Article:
Top 10 cases of 'coincidental' automotive design

"You can copy my homework but just change it so it doesn't look obvious".

7w ago
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It's no secret that car designers sometimes "borrow" styling elements from other vehicles, both internally within the brand and from other manufacturers. Sometimes, however, it's just pure coincidence that two cars share a similar design and silhouette... or so the designers say. Critique aside, some of these vehicles are great purchases so do not be dissuaded.

10. Mahindra Thar and Jeep Wrangler

Since Mahindra holds a license to manufacture a few old Jeep models, selling the 2021 Mahindra Thar that resembles a TJ Wrangler in India is not an issue. However, Australia recently banned the Thar from importation and marketing after Jeep took Mahindra to court over the similarities. On the same grounds, the Mahindra Roxor was temporarily banned in the US.

9. Mazda MX-5 and Suzuki Cappuccino

The Cappuccino is a lighter, cuter copycat of the NB Miata, right? Wrong. Suzuki put the Kei car into production in 1991 whilst the NB wasn't unveiled until 1997. Though the front and rear of both cars seem similar, the sizes and side profiles are entirely different. Both cars are seem to be an affordable way to conquer a canyon road with the roof down.

8. Hyundai Equus and Mercedes-Benz S-Class

S-Class image accredited to M 93 via Wikimedia Commons

S-Class image accredited to M 93 via Wikimedia Commons

The Equus was a handsome luxury sedan back in the day and could be optioned with a smooth Tau V8 engine. It received much praise from the press at the time and used prices today are very reasonable. However, you cannot unsee the resemblance from the W221 S-Class that predates it.

7. MG HS and Mazda CX-5

The 5-star Euro NCAP and value proposition of the MG HS is quite impressive and goes to show how far Chinese manufacturers have come in the last decade. What's not so impressive is the Mazda CX-5 stencil used to trace the face and silhouette of the car. Then again, MG have given the HS a different grille, lower fog lights and thicker headlights to help differentiate it from the CX-5.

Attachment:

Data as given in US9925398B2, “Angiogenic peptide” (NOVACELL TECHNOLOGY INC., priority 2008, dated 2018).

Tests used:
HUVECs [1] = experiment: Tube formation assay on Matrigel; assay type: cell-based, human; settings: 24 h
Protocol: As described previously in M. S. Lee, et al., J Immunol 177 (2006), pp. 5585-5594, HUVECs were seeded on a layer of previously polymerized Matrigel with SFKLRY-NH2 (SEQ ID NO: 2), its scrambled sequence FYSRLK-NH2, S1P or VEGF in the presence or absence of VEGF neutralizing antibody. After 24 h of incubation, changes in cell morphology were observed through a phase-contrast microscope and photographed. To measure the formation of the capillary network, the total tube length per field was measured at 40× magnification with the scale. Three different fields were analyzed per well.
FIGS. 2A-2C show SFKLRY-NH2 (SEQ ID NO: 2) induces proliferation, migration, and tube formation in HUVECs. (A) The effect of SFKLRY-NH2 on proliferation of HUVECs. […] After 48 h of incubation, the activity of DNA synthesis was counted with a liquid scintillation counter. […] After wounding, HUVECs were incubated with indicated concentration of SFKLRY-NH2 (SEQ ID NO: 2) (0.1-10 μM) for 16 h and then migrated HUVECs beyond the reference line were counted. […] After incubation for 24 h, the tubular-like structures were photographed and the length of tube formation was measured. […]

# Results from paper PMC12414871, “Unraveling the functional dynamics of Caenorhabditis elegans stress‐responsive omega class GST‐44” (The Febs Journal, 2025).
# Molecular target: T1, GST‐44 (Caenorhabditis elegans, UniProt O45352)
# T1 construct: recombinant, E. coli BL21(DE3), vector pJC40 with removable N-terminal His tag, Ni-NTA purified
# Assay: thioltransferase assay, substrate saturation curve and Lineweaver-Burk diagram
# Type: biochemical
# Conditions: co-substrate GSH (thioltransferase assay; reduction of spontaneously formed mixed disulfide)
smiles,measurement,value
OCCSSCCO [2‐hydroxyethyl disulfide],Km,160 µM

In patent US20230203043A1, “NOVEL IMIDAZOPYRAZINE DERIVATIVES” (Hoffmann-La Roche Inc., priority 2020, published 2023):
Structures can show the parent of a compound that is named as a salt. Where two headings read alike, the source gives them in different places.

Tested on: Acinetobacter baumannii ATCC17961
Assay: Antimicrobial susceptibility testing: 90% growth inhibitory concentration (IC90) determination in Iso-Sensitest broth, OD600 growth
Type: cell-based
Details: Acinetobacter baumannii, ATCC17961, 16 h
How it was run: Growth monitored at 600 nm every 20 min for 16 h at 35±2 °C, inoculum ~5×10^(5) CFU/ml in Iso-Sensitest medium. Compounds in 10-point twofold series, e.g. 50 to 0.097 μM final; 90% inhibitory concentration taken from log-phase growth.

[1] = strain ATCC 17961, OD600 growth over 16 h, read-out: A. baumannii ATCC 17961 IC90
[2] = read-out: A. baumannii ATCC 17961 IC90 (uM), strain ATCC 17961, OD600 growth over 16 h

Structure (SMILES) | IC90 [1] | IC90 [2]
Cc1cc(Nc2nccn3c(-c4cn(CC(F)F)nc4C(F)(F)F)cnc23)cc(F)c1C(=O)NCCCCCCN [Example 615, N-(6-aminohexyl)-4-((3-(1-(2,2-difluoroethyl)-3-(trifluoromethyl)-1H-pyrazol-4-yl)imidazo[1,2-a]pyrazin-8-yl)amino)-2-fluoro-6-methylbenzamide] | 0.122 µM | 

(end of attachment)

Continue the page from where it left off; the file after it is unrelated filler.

6. Kia K9 and Bentley Flying Spur

Either I'm blind as a bat or the new Flying Spur's rear shares some resemblance with the luxurious 2018 Kia K9 (K900 in US and Canada). Both cars are full-size luxury sedans with wide rear exhaust tips and 'two-bar' taillights, which are outlined in chrome on both cars. Nevertheless, the Flying Spur is an attractive sight to behold.

Edit: There is also a hint of Mercedes in the rear of the K9.

5. Aston Martin DBX and Ford Escape

The fourth-gen Ford Escape made its debut months before the DBX and both cars had different designers. Did Ford make a great looking SUV or did Aston design a car for a soccer parent instead of James Bond? And yes, Ford have been 'borrowing' the Aston grille since the divorce but several other design elements were nailed by the Escape before the DBX was even unveiled.

4. Genesis GV80 and Bentley Bentayga

Okay fine, both cars were designed under the leadership of the same exterior designer (SangYup Lee). However, does that warrant the GV80's similarities to the Bentayga? Well, that is for you to decide. Both cars achieve a posh appearance with creases and curves in the same places and oval exhausts. Thankfully, the similarities are less obvious with the facelifted Bentayga and the Genesis' headlights are nowhere near similar to Bentley's.